"Ma'am, you got some blood on your britches there?" Coulson said while, at the same time, Nashua spoke, "Where'd you get that revolver, ma'am?"
The men had not answered her question so thoroughly that she momentarily questioned whether they heard her at all, so she repeated it, followed by, "I'm lookin' for a man named Anson Sharpe-"
At that, both men lit up.
"Anson, yeah, he's a character," Coulson recollected fondly.
"Yeah, yer a safe bet to find'im in Coopers," Nashua nodded.
"Prolly getting' drunk."
"Yeah," scoffed Nashua, "he's always gettin' drunk."
Coulson and Nashua laughed.
Nashua sipped off the bottle and passed it.
The cloth blew out over her mouth as she spoke.
"Coopers," Henri exhaled. It had been nagging on her, the name of that shadowy bar Anson always ran to. As she went to move on, there was a hesitation, and she found herself saying something so familiar that the words were automatic:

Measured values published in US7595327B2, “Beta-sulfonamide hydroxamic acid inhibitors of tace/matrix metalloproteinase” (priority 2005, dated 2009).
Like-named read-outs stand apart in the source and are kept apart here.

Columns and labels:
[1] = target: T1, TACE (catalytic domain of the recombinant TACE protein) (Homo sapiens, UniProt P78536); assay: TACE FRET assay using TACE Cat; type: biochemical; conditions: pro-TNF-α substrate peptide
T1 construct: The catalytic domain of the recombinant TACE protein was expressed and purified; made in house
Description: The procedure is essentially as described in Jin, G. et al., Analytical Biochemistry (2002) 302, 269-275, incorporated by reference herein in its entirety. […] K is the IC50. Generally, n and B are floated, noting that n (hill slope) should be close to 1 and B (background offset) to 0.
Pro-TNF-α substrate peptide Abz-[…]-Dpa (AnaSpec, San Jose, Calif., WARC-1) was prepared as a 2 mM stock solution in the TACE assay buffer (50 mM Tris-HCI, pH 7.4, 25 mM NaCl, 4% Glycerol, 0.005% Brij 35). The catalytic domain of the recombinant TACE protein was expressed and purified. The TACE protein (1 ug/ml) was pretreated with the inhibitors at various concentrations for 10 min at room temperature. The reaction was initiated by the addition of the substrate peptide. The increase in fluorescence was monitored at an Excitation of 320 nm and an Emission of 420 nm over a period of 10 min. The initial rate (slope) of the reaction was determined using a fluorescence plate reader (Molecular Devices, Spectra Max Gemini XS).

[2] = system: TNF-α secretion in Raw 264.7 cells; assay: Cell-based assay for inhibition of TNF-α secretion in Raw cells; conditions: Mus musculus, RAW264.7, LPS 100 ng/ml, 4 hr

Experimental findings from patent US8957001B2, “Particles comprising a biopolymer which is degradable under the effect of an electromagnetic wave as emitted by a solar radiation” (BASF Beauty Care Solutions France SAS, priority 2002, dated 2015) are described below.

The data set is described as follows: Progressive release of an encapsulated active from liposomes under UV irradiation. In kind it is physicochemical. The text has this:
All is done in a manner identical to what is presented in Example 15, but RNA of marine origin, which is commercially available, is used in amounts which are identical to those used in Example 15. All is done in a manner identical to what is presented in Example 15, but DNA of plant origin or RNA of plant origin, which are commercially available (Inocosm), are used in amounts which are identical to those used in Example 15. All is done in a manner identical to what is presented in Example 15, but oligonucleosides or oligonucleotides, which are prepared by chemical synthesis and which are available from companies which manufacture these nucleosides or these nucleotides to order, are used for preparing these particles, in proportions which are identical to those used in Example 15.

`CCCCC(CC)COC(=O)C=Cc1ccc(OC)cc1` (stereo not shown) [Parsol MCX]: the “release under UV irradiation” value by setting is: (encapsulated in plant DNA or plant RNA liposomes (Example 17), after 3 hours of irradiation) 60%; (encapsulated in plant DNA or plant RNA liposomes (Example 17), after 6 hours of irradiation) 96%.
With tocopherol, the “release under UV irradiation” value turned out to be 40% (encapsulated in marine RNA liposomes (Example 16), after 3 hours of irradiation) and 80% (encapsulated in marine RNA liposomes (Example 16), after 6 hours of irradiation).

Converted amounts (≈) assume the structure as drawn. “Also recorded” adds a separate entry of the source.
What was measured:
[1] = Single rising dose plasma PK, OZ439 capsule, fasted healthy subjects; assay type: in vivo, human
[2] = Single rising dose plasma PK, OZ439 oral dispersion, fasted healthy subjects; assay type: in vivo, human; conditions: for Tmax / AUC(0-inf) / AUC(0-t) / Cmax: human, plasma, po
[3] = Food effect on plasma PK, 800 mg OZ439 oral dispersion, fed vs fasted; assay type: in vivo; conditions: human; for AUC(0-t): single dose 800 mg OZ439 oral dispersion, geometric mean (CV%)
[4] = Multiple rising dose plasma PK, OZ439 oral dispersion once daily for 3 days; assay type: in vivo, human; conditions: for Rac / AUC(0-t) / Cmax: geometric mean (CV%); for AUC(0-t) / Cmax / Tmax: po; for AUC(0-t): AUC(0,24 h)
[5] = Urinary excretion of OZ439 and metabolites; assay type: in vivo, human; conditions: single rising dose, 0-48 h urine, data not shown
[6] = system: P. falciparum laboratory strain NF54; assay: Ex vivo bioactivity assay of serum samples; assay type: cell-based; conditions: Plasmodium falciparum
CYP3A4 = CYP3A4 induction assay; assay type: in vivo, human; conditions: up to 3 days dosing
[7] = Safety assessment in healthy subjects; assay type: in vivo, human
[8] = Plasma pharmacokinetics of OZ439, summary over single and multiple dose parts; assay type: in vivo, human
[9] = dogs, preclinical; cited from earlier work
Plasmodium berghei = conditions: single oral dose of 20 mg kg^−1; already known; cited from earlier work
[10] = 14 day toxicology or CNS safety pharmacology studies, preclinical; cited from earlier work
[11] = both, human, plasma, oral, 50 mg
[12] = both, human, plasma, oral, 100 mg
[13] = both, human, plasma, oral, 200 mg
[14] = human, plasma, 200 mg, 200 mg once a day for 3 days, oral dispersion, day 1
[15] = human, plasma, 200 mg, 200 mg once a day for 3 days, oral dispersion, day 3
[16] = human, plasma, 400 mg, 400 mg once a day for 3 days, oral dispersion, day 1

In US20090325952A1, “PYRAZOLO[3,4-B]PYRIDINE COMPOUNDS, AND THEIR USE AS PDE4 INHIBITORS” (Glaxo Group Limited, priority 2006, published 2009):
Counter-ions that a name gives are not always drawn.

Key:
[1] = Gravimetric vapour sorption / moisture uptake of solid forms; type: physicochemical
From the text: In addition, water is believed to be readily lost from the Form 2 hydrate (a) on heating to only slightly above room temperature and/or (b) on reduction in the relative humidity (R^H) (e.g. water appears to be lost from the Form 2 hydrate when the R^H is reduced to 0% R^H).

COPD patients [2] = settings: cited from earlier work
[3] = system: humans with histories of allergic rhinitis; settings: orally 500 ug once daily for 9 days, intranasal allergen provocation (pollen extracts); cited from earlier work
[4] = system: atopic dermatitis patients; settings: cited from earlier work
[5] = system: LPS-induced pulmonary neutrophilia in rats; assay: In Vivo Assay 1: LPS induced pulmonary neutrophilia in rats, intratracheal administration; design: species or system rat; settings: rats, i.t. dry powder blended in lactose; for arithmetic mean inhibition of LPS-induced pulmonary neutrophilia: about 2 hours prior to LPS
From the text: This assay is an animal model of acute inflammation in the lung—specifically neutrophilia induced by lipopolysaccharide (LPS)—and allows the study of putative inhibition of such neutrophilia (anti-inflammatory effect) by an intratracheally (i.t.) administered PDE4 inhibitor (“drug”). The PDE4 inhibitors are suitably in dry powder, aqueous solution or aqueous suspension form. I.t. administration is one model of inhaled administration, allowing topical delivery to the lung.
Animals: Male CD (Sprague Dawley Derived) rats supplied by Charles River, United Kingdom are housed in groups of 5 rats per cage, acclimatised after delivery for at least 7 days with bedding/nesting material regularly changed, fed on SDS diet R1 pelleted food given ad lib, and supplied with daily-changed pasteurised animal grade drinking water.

"If I were you two, I'd leave this area."
The men craned their necks and stared at her.
They were silent.
"Didn't think so," Henri mumbled, heading in the direction of town.
No one ever listened.
The short stretch of town was empty.
The boardwalk led down either side of the only road in
, dead-ending in a cul-de-sac like an open-ended rectangle. The dirt was a thin brown powder and she could see that it had been kicked up recently, as if a large group of men on horseback had only just let out. The road was one lane wide, more narrow than most, and the wood creaked as she walked on, the boards weak in the center and upward bent on the outer edges. The wind in the air was dry and still, kindred to the vacant town. The saloon was at the end, in the far right corner. Stores lined either side, none any more necessary than the next. (And if those men that let out on horseback returned soon, all of the stores would probably end up decimated anyway.)